APA 6th Edition Andrić, S. (2013). Imenica vas u staroj slavenskoj toponimiji. Croatica, 37 (57), 73-129. Preuzeto s https://hrcak.srce.hr/111136
MLA 8th Edition Andrić, Stanko. "Imenica vas u staroj slavenskoj toponimiji." Croatica, vol. 37, br. 57, 2013, str. 73-129. https://hrcak.srce.hr/111136. Citirano 18.07.2019.
Chicago 17th Edition Andrić, Stanko. "Imenica vas u staroj slavenskoj toponimiji." Croatica 37, br. 57 (2013): 73-129. https://hrcak.srce.hr/111136
Harvard Andrić, S. (2013). 'Imenica vas u staroj slavenskoj toponimiji', Croatica, 37(57), str. 73-129. Preuzeto s: https://hrcak.srce.hr/111136 (Datum pristupa: 18.07.2019.)
Vancouver Andrić S. Imenica vas u staroj slavenskoj toponimiji. Croatica [Internet]. 2013 [pristupljeno 18.07.2019.];37(57):73-129. Dostupno na: https://hrcak.srce.hr/111136
IEEE S. Andrić, "Imenica vas u staroj slavenskoj toponimiji", Croatica, vol.37, br. 57, str. 73-129, 2013. [Online]. Dostupno na: https://hrcak.srce.hr/111136. [Citirano: 18.07.2019.]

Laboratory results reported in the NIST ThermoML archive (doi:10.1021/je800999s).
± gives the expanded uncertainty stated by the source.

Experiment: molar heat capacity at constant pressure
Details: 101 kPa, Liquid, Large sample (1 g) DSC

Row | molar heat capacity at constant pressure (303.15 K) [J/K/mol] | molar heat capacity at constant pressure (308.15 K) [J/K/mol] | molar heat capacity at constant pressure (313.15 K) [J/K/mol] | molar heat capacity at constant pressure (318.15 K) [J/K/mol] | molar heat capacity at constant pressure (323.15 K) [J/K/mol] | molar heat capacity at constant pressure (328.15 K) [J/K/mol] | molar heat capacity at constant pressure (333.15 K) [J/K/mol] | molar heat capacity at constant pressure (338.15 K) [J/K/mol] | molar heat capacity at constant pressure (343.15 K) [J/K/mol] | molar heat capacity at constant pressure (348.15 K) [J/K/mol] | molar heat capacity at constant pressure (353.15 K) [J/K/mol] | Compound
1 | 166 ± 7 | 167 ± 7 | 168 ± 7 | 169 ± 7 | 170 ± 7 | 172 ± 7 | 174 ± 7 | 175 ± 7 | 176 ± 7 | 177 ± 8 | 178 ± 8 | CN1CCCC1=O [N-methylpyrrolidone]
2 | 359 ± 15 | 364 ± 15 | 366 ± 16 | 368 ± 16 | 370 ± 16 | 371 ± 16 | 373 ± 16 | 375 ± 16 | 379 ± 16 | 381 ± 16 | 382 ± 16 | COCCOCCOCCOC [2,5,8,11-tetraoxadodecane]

Sažetak The noun vas is a Croatian form (along with its Kajkavian dialect version ves) of the Common Slavic word which shares its Proto-Indo-European origin with the Latin noun vicus. Vicus basically means ‘group of houses’ or ‘village’, and it retained this general meaning throughout the Middle Ages. In the Latinity of Croatia, Hungary, and the Kingdom of Hungary-Croatia, until the 13th century the term vicus was mostly used to denote separate settlements, i. e. villages; while from the 13th century onwards it usually meant distinct parts of larger (urban) settlements, i. e. streets or quarters. In the Late Middle Ages it gradually faded from usage, being replaced by the word platea ‘street, square’, especially in charters and deeds. At the same time, the meaning ‘village’ was taken over by the word villa (originally meaning ‘country house, rural dwelling, farmstead’, and later also ‘landed estate’), which became the standard term for ‘rural settlement’ in the late medieval Latinity of Hungary-Croatia. Under the influence of Humanism and its effort to reclassicise the current use of Latin language, the word pagus was reintroduced after being largely neglected for some time. During the High Middle Ages the term still meant ‘country district, county’, similarly to what the Romans understood by it, but from the end of the 15th century pagus was taken to mean ‘village’, and such usage gradually prevailed in later centuries, as it is reflected by the works of Croatian lexicographers (Faust Vrančić -Verantius, Ritter-Vitezović, Belostenec, Sušnik-Jambrešić) and by official Latin documents (e. g. the early Habsburg land and settlement surveys of the “Neo-acquisita” after the reconquest). When the meaning of villa shifted towards ‘village, rural settlement’, the notion of ‘landed estate, manor’ was expressed by other words, one of them being praedium. In the late medieval Latinity of Hungary-Croatia, praedium also came to designate ‘empty, deserted land’, and this on two levels: i. e. both the land formerly occupied and used by a single peasant household as well as the lands once inhabited by and belonging to a deserted village. In the early post-Ottoman settlement registers, the terms praedium and pagus desertus were still used as synonyms. The land estates, each normally corresponding to a single village, were usually called possessio in the late medieval period, while their basic constituents, i. e. individual peasant homesteads, were termed sessio (iobagionalis). Older terms, such as mansio and, less frequently, mansus, were also occasionally used to designate this basic manorial unit -complex of land plots inside and outside of the village which normally korresponded to a single peasant household. The Latin vicus had its precise equivalent in Croatian vas, which meant ‘village’ as well as ‘town quarter or street’. In the early modern period, during the peak of the Ottoman expansion, the word vas only survived in those north-western Croatian- Slavonian lands which remained unconquered, while in the other areas between the Drava and the Adriatic it was only preserved in toponymy, and not for long. This means that, in the course of time, Croatian vas also became semantically equivalent to Latin villa on one hand and platea on the other. By the 15th century, if not even earlier, another Croatian word, selo, started to be used to designate ‘village’, thereby becoming a partial synonym of vas. Originally, selo had meant ‘homestead, household with its land plots’, thus being equivalent to Latin mansus/mansio and sessio. Although selo continued to be used in this sense in western parts of Croatia even in modern centuries, its more recent meaning (‘village’) became prevalent; moreover, selo gradually appropriated this meaning for itself, displacing the ancient word vas and finally pushing it into disuse and near-oblivion. The word selo being semantically ambivalent from the end of the Middle Ages onwards, other words appeared to designate ‘peasant plot (as a manorial unit)’: primarily selište (derived from selo), and later also sesion and sesija (adapted from Latin). The word baπtina was used in the same sense in the Ottoman Slavonia, where it was reserved for plots owned by Christian peasants; those belonging to Muslims were termed çiftlik (Turkish word) in the Ottoman tax registers. On the other hand, seliπte could also mean ‘deserted peasant plot’ (sessio deserta in Latin); this notion was expressed by the now obsolete word pušća, too. In post-Ottoman Slavonia we come upon the etymologically related word pustoselina, meaning ‘deserted village’. Along with Slavs, the territory of modern Slavonia (the area between the lower Drava and Sava rivers) was quite equally inhabited by Hungarians in the Middle Ages, as it is reflected by the toponymy of the period. Unlike in Croatian, the notion of ‘village’ was always expressed in Hungarian by one and the same word, falu. It was frequently used in the formation of place names. In contrast, neither vas nor selo are frequent elements of (composite) toponyms in Croatian, where a large majority of village names are formed with the help of suffixes and not as nominal compounds. Thus Hungarian names Balázsfalva, Bekefalva, Bogdánfalva etc. have their documented pairs in Croatian names Blaževci, Beketinci, Bogdanovci etc. (examples from the medieval county of Vukovo/Valkó). The notion of ‘peasant homestead/plot’, expressed in Latin by the words mansus/mansio and sessio, was best conveyed by the word ülés in medieval Hungarian. Another important term, telek (originally meaning ‘piece of arable land’), also acquired this same technical meaning in the course of the 14th century, and it was also frequently used in place name formation. Hungarian telek was, on the other hand, equally used to refer to ‘deserted peasant plot’ (sessio deserta, sessio antiqua, locus sessionis in Latin sources). When used in this latter specific sense, telek was often translated in Latin as praedium. In this usage, telek had a synonym in the word puszta (of Slavic origin). In the medieval toponymy of modern Slavonia, we know of only a few places whose names comprise the Croatian word vas. They include Nova Vas in the Vukovo county and Dolnja Vas in the Poæega county; situated in a bilingual area, these villages also bore Hungarian names, Újfalu and Alsófalu respectively, which are precise semantic equivalents of the Croatian names. Much more place names containing the word vas are known from the sixteenth-century Ottoman tax registers; the 1579 register of the Požega Sanjak (whose territory covered much of modern Slavonia) lists 36 places bearing such names. In same cases, it can be shown that Croatian names from the Ottoman period correspond both semantically and topographically to medieval Hungarian names, making up bilingual pairs of equivalent names that belonged to the same villages. Thus Velika Vas from the Ottoman sources refers to the same village which was called Nagyfalu in the Middle Ages; the same goes for Slobodna Vas and Szabadfalu, Gospođina Vas and Asszonyfalva, Mala Vas and Kisfalud, etc. It appears that demographic changes which followed in the 17th century and especially during the Great Turkish War created a new linguistic situation in which the word vas became virtually unknown. It was so completely forgotten that it could not even survive in toponymy; thus, for example, the name Slobodna Vas (‘Free Village’), known from the 16th century, became “meaningless” to the new population and was renamed Slobodna Vlast (‘Free Rule’) starting from the end of the 17th century. Probably the only case of survival of the word vas in present-day toponymy of Slavonia and Srijem is Vašica (near Žid), a diminutive of vas which preserves, in a “fossilized” form, the old Croatian noun meaning ‘village’. Besides this rare case of material survival, it is possible that place names of a certain type preserve an indirect trace of the now extinct word. As Vladimir Mažuranić proposed a century ago, place names such as Velika, Jastrebarska, Kravarska (which are, gramatically, feminine possessive adjectives that have become nominalized) could have been originally conceived as Velika (Vas), Jastrebarska (Vas), etc. There is a number of place names in Slavonia that appear as good candidates for such an interpretation: especially Bapska, Koška, Poljanska, perhaps also Velika, Kutjeva (now Kutjevo), Hruševa (now Ruševo), Subocka, etc. The author of this paper also argues that the so-far puzzling village name Strizivojna could be best explained in this way: Strizivojna < *Strizivojina (Vas) ‘village of Strizivoj’. It is indicative of this hypothetical evolution that in some cases these names tended to change gender from feminine (gender of the noun vas) to neuter (gender of the noun selo).